Obama can also make jobs and future growth the touchstones of aggressive defense. As the GOP House tries to undo health-care reform and slash higher-education spending, Obama must wield the veto pen -- but not in the name of "compassion." Alan Blinder, for example, recently did an eloquent job of laying out the ills of our slow-growth, unequal "Dickensian Economy" in an op-ed in The Wall Street Journal. But as he laid out the ills of slow growth and anemic investments, his constant refrain was "Is that fair?" This is weak tea. The point for 21st-century Democrats ought not just to be compassion for the less privileged. It ought to be to fight, loud and clear, for what it will take in the way of public investments and well-funded social programs to build a strong America. We cannot get there unless someone makes the case for public investments for our future.

If President Obama will not take up this cause, what are determined Democrats to do? Trying to organize a primary challenge to Obama for 2012 is a fool's errand. It continues the over-obsession with the presidency that has hampered modern liberalism. Conservatives, in contrast, understand the value of linking national goals to state and local organizing. Unwavering Democrats -- what the late Paul Wellstone called the "Democratic Wing of the Democratic Party" -- should find their voice for National Greatness Liberalism and proceed to organize money and people to push that vision.

If key funders and organizers unite around some common label and strategic efforts, they can do a lot through persistent messaging and campaigns for Congress and state-level offices. Over several election cycles, they can turn the tables on GOP hypocrisy -- in places like Wisconsin, New Jersey, and Ohio -- and reclaim the Democratic hold on America's national purpose and economic future. In the process, better officials in Congress and statehouses will create opportunities and pressures in the right direction for whoever inhabits the White House. If Obama makes it to re-election, he will do better if an independent movement surrounds him.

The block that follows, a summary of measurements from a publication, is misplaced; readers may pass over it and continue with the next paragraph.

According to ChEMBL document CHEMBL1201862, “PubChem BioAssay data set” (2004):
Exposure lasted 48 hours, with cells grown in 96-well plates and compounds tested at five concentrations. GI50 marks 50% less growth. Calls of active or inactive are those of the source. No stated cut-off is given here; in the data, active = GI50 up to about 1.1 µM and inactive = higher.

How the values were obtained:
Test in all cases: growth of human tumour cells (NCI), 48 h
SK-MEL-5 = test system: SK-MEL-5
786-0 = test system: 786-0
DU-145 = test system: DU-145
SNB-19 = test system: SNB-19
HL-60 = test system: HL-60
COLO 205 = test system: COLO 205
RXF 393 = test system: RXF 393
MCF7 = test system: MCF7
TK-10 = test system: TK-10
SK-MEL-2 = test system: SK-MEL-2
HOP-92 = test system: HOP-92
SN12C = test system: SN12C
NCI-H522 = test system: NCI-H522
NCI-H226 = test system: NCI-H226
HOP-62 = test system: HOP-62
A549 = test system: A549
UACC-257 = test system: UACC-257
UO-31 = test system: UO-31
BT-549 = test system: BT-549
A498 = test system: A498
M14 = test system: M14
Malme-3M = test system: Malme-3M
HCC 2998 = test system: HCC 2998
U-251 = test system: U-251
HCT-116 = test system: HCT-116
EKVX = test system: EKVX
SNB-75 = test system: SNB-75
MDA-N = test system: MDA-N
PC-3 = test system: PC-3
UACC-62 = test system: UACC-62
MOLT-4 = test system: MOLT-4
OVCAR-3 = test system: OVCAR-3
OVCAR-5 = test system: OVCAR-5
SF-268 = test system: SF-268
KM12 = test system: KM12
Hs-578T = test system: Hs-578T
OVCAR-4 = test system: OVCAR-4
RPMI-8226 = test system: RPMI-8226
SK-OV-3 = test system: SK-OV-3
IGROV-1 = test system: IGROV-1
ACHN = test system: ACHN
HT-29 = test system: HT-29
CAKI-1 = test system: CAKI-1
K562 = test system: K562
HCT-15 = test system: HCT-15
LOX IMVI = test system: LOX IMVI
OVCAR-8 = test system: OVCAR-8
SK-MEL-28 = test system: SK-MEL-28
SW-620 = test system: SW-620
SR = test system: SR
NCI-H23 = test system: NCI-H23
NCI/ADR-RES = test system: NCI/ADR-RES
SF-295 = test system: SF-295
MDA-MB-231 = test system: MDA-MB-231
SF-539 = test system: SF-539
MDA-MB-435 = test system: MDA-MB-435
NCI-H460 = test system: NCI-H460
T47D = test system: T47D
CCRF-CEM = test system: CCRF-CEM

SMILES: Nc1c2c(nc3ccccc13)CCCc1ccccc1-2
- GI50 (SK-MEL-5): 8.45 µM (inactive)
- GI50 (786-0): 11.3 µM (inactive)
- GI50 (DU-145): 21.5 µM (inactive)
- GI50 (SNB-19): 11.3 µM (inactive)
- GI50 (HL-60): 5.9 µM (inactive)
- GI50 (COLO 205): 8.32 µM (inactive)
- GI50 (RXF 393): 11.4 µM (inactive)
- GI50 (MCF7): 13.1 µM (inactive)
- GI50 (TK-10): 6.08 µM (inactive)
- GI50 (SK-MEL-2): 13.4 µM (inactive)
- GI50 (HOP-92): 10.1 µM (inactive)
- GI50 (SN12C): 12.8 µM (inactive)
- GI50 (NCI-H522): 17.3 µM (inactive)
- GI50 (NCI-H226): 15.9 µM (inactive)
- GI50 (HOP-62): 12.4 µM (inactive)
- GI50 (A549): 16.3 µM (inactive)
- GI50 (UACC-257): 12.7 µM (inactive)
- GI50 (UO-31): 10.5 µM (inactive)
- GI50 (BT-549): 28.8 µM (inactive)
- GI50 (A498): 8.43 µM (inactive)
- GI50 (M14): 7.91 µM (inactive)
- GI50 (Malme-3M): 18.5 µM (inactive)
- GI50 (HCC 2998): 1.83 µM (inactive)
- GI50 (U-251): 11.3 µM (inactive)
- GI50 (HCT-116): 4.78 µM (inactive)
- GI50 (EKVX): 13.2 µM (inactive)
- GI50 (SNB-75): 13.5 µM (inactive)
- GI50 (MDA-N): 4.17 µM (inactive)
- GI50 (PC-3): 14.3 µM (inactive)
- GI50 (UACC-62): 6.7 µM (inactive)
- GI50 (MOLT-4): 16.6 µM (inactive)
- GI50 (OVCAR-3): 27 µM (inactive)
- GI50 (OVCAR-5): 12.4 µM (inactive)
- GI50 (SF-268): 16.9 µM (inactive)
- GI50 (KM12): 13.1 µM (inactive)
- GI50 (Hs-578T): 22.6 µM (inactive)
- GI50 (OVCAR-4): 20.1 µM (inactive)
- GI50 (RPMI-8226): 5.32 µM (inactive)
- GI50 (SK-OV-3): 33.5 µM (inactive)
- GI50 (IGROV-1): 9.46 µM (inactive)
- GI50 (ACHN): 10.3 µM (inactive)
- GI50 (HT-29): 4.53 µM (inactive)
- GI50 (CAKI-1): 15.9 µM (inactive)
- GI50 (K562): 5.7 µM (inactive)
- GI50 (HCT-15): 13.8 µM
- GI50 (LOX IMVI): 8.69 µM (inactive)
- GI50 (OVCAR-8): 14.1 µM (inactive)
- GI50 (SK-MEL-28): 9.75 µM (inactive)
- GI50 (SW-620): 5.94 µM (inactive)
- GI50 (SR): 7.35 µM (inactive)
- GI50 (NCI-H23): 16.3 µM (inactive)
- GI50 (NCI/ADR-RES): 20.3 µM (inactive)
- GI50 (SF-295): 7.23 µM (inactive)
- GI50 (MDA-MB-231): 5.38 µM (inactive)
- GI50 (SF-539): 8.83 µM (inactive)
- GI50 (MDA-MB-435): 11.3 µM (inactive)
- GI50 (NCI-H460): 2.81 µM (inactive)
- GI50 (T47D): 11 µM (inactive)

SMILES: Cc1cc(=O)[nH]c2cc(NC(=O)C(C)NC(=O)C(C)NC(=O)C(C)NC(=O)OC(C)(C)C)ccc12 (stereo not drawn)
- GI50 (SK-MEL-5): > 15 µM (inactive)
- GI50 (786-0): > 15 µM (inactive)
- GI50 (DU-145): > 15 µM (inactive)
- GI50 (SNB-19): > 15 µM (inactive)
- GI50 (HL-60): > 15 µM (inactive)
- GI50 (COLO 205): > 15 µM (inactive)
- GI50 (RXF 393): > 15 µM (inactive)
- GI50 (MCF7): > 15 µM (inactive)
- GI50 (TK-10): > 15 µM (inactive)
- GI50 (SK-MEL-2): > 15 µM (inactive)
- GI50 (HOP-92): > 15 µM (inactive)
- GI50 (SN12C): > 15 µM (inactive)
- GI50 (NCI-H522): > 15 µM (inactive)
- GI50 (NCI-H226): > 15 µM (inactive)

In his Inaugural Address, Obama spoke of wanting to turn things around for millions of his fellow citizens who have, as he put it, "a nagging fear that America's decline is inevitable, that the next generation must lower its sights." Obama should take pause in the realization that, after two years of controlling the presidential bully pulpit, even more of his fellow citizens feel this way. Obama should regain his voice and articulate a vision of national greatness and how to use government and the private sector to get there. If he cannot or will not do so, then millions of his fellow Democrats should organize separately and proceed to meet the challenge.